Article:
2

I'm looking for a good tool or technique to search a Java code base and find every method that says it returns a collection (List, Set, Map, etc.) but sometimes returns null. This would be a cool IntelliJ IDEA inspection and could work without annotating @NotNull.

  • Annotating with @NotNull... oh, wait. – user40980 Oct 14 '15 at 22:02
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This involves a bit of work with pmd, but I believe that this is a valid case for writing a custom rule.

The way that custom rules in pmd work are to "compile" the Java code into the xml version of the abstract symbol tree and then run xpath queries against it.

To get an idea of the structure, the non-tag xml looks something like:

class Example {
 void bar() {
  while (baz)
   buz.doSomething();
 }
}

gets 'compiled' to:

CompilationUnit
 TypeDeclaration
  ClassDeclaration:(package private)
   UnmodifiedClassDeclaration(Example)
    ClassBody
     ClassBodyDeclaration
      MethodDeclaration:(package private)
       ResultType
       MethodDeclarator(bar)
        FormalParameters
       Block
        BlockStatement
         Statement
          WhileStatement
           Expression
            PrimaryExpression
             PrimaryPrefix
              Name:baz
           Statement
            StatementExpression:null
             PrimaryExpression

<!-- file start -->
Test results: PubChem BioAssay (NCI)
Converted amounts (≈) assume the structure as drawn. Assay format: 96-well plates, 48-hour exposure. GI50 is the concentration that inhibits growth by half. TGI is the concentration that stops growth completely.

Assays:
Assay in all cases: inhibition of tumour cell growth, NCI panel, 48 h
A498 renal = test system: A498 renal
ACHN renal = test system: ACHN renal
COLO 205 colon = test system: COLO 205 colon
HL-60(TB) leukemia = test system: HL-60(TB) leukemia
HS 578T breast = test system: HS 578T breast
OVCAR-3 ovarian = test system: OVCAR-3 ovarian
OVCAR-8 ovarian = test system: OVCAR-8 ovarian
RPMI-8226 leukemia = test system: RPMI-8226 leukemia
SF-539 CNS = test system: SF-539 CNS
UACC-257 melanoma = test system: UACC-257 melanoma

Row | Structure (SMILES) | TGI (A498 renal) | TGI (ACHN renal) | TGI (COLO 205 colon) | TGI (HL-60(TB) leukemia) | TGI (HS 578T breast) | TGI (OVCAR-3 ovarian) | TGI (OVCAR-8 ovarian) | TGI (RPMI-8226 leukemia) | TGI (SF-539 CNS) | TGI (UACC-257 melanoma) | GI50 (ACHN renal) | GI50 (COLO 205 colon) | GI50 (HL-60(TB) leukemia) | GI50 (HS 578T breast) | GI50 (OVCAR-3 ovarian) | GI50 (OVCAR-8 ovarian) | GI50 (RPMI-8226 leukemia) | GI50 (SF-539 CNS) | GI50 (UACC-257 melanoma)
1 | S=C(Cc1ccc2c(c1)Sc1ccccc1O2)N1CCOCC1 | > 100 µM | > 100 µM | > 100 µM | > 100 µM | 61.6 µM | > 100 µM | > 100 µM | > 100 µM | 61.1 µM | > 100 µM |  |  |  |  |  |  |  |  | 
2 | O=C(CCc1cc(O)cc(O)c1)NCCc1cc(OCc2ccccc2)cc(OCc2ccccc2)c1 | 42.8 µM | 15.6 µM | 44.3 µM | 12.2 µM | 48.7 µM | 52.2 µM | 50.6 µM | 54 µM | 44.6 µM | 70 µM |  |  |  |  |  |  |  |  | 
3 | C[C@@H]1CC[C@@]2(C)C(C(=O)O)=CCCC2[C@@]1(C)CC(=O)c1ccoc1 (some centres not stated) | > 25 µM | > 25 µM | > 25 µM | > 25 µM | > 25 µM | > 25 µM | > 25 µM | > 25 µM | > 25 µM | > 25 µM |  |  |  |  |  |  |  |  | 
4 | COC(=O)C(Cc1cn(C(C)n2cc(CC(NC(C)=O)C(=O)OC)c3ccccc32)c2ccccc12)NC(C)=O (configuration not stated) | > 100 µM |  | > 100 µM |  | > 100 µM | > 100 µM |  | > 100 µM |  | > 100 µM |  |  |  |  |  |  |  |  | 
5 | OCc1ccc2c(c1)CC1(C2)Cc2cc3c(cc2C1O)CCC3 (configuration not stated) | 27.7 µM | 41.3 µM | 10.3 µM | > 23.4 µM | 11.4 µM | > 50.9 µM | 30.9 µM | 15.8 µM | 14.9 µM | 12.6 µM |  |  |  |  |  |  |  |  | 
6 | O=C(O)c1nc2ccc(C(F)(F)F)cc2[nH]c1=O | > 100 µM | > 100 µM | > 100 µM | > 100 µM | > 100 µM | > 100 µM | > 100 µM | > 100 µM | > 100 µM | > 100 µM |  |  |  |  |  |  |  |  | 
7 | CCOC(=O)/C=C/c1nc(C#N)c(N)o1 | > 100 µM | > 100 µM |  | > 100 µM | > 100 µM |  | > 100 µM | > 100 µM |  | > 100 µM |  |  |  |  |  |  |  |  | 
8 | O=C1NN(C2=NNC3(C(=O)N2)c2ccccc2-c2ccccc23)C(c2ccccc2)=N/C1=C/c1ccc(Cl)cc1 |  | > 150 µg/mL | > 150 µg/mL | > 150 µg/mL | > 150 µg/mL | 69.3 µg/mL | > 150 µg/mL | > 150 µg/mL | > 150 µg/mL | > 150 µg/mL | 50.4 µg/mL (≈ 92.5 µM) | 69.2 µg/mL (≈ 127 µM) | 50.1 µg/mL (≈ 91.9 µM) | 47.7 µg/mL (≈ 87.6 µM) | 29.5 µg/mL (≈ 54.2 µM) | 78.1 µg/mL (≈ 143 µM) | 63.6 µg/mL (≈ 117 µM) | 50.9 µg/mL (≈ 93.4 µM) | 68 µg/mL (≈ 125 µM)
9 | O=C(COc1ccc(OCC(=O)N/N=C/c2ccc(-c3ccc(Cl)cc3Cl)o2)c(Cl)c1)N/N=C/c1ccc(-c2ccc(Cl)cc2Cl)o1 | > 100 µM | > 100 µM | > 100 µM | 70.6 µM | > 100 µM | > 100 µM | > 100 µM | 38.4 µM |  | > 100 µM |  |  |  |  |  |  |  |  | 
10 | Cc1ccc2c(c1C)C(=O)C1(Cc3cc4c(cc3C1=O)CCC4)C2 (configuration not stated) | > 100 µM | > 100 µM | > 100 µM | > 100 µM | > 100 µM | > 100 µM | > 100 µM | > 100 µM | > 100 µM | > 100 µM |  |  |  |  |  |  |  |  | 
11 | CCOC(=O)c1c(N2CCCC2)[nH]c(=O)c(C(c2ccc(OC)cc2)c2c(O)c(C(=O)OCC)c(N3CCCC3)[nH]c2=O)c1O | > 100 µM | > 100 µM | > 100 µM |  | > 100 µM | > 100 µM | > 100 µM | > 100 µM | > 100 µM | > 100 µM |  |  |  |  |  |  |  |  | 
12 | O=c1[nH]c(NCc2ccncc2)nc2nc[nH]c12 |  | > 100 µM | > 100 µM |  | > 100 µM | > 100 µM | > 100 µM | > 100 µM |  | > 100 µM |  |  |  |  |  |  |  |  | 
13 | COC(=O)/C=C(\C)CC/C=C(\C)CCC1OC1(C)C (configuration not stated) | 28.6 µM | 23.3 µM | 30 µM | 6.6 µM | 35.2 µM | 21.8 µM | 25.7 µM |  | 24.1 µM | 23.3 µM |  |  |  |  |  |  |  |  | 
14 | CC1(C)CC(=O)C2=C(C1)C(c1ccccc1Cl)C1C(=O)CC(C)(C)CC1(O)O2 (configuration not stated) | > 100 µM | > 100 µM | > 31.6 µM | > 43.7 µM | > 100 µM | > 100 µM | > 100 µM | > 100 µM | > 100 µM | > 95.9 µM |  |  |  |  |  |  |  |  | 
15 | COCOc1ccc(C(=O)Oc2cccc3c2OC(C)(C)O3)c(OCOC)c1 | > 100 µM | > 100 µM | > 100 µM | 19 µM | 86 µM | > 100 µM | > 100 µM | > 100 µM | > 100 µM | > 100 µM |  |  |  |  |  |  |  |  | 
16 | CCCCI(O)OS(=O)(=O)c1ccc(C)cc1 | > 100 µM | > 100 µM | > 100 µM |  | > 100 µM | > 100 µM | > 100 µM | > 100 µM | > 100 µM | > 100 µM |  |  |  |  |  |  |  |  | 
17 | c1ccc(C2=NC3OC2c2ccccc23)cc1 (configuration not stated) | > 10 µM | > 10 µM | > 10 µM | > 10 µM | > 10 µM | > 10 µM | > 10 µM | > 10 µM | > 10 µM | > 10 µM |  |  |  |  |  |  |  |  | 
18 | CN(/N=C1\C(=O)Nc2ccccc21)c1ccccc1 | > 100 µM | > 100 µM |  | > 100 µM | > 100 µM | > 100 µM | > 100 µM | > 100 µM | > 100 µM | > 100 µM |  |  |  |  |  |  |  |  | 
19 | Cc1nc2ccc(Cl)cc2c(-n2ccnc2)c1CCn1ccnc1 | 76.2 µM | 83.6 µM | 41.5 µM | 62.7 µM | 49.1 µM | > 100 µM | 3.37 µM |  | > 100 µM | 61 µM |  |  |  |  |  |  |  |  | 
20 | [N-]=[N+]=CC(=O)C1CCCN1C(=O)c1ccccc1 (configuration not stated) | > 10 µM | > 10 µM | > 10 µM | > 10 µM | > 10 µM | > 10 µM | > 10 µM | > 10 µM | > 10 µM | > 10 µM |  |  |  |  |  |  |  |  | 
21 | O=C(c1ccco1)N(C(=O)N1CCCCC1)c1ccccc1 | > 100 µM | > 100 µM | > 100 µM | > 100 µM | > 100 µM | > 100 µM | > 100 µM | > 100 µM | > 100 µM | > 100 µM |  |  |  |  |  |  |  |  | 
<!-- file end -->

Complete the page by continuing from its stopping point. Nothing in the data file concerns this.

PrimaryPrefix
               Name:buz.doSomething
              PrimarySuffix
               Arguments

For example: //WhileStatement[not(Statement/Block)] will identify while statements that are not followed by a statement or a block with statements - an empty block.

While it would take a bit more digging into the specifics, it should be possible to write the appropriate xpath query to identify a method deceleration where the type is something and that it has a return statement nested under it that returns a null. Writing one that flags any return null; should be trivial (a starting point to refine for the rule). I have written a pmd rule in the past (don't have it with me anymore) that identified static SimpleDateFormat ... decelerations which could cause problems as SimpleDateFormat isn't thread safe).

If the xpath isn't powerful enough to identify the specific rule, its possible to write a class that gets plugged into pmd that will get the AST and any transformations can be done on that to identify problems. This is a bit more difficult to plug into pmd though (compared to a xpath rule).

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